Suicide is key for this film, it becomes the logical conclusion to Riggan’s struggles and the fatal flipside to Shiner’s belief that an artist puts their life on the line when they perform. Shiner’s method actor caricature is juxtaposed to Riggan the celebrity-in-the-process of becoming an artist. His struggle with the play is a penance for his commercial sins. Shiner is Riggan’s other alter-ego, a person who exemplifies the artist, a very particular artist in this case which is a Broadway method actor. Shiner represents the true artist, someone so artistic that he can only perform real actions (like getting and maintaining an erection) on the stage but not off. However, Birdman does not equivocally exalt the artist and shows us the negative consequences of pursuing art over everything else. Shiner can’t get it up and Riggan along with staking his entire financial security on the play becomes suicidal. Riggan knows that his sense of self-worth is inextricably tied to the success of his play; the preparation and desire to be a success is the only thing keeping Riggan from acknowledging the pointlessness of his existence, something his daughter explains to him but he chooses to ignore.
Suicide is art according to Birdman. There is a number of scenes that foreshadow this conclusion: the shots of falling debris on fire that bookend the film signifying death; Shiner’s conversation with the NYT critic; the suicide finale of the play-within-the-film; Shiner criticizing Riggan for leaving the red tab in the gun-prop; and Riggan’s fanciful leap off the building that turns into another tedious day-dream which evoke the dream-sequences from The Big Lebowski (1998). Riggan’s quest to become an artist necessarily means that he must give up everything to do so which in this case means literally taking his own life. In the third act of the film Riggan uses a real gun on stage and shoots himself in the head but somehow fails to end his life and simply shoots off his nose instead. Why is this the logical conclusion? Because the binary oppositions that Birdman relies so much to produce any sort of coherent meaning are treated in the film as logical antimonies rather than contradictions to be resolved. There is no way, according the ideology of Birdman, that art and commerce or art and entertainment can be synthesized and yet the world demands they be synthesized. If Riggan succeeds in being an artist his play will make money (at least that is the implication of the NYT critic’s approval and the explicit threat of her negative review). And in her mind Riggan is not artist because he used to be a celebrity. He bought his way into the Broadway circuit, skipping the traditional channels of entry via the New York performance community. It does not matter if Riggan’s play is good because he has taken up space that should have been filled by true artists. These logical antinomies leave no option but to bring a new type of realism to the stage, that is, Riggan must shoot himself in the final act.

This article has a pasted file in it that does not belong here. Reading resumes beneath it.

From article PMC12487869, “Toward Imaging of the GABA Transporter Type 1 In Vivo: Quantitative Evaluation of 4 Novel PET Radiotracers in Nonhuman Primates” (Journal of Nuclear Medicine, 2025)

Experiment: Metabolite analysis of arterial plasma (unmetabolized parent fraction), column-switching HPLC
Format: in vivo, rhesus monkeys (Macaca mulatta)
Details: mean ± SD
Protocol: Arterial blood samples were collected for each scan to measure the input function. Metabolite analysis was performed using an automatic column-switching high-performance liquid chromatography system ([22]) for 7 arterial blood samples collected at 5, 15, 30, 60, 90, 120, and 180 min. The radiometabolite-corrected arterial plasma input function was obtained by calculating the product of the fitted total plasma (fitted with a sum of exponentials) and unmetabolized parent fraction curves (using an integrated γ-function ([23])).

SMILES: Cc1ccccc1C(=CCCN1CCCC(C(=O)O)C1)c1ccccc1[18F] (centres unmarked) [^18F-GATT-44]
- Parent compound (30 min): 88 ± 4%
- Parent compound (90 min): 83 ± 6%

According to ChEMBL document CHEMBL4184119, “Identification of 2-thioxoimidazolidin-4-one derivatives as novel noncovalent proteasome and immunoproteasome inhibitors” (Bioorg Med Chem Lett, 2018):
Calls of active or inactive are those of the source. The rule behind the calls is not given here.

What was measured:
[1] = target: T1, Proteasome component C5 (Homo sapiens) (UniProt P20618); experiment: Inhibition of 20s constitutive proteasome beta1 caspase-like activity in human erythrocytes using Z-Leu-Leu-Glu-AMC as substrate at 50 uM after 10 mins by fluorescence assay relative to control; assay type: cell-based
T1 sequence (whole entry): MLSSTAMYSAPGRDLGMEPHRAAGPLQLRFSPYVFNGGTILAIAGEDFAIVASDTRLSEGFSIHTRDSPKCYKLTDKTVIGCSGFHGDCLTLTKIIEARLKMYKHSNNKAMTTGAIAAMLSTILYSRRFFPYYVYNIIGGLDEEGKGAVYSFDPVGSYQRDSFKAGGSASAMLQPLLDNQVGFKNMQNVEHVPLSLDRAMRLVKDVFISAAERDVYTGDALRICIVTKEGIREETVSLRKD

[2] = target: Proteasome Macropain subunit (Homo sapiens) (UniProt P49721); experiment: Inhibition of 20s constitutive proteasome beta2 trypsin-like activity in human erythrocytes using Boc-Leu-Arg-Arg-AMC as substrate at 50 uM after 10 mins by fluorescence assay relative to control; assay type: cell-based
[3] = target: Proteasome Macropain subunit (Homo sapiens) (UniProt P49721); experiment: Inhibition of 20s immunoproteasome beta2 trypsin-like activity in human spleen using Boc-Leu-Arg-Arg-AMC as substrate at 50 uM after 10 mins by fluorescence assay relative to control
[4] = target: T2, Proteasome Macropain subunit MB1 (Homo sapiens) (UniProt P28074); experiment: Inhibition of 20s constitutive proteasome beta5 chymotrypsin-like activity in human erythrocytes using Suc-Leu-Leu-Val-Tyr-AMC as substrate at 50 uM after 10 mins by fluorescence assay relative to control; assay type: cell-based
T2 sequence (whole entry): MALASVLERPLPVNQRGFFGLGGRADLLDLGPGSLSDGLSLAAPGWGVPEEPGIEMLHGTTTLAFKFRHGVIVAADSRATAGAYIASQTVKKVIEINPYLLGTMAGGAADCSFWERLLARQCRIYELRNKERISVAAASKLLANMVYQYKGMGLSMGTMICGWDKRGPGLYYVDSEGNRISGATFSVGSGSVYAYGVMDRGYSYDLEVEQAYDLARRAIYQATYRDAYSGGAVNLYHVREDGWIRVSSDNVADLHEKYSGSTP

Much like Carver’s short story the first suicide attempt in Birdman is unsuccessful. After the play, Riggan is recuperating in the hospital where his family and friends congratulate him on the success of the play. His suicide attempt was interpreted as a new frontier in artistic realism which ties into the other ideology of this film which is the commitment to realism as necessarily authentic art. This ideology explains why the experimental/strange sequences are revealed to be day-dreams rather than breaks in realism or magical realism (as a point of comparison watch the Dead or Alive trilogy by Takashi Miike to see for yourself what I mean). Riggan’s suicide attempt, the necessary consequence of Birdman‘s ideology, is then a triumph; he succeeded in winning over the stuffy NYT critic and his play is a success. Birdman exalts art over everything else, equating performance with suicide.